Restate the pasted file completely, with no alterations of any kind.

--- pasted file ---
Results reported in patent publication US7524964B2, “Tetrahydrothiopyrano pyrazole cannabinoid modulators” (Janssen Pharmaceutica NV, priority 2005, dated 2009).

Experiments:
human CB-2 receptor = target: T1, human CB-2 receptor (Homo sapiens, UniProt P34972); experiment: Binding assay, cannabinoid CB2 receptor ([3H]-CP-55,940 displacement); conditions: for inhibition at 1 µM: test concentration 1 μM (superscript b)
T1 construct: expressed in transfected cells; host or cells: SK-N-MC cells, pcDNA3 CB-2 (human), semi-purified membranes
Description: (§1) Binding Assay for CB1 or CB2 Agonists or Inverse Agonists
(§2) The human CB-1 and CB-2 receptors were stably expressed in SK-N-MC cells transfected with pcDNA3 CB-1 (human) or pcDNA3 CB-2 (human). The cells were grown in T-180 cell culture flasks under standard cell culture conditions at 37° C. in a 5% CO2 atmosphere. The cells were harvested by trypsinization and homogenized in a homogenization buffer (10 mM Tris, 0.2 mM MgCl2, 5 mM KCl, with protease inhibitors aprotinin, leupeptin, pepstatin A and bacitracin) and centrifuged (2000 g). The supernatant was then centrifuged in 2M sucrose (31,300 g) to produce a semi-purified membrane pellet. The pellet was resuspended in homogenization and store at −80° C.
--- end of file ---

Results reported in patent publication US7524964B2, “Tetrahydrothiopyrano pyrazole cannabinoid modulators” (Janssen Pharmaceutica NV, priority 2005, dated 2009).

Experiments:
human CB-2 receptor = target: T1, human CB-2 receptor (Homo sapiens, UniProt P34972); experiment: Binding assay, cannabinoid CB2 receptor ([3H]-CP-55,940 displacement); conditions: for inhibition at 1 µM: test concentration 1 μM (superscript b)
T1 construct: expressed in transfected cells; host or cells: SK-N-MC cells, pcDNA3 CB-2 (human), semi-purified membranes
Description: (§1) Binding Assay for CB1 or CB2 Agonists or Inverse Agonists
(§2) The human CB-1 and CB-2 receptors were stably expressed in SK-N-MC cells transfected with pcDNA3 CB-1 (human) or pcDNA3 CB-2 (human). The cells were grown in T-180 cell culture flasks under standard cell culture conditions at 37° C. in a 5% CO2 atmosphere. The cells were harvested by trypsinization and homogenized in a homogenization buffer (10 mM Tris, 0.2 mM MgCl2, 5 mM KCl, with protease inhibitors aprotinin, leupeptin, pepstatin A and bacitracin) and centrifuged (2000 g). The supernatant was then centrifuged in 2M sucrose (31,300 g) to produce a semi-purified membrane pellet. The pellet was resuspended in homogenization and store at −80° C.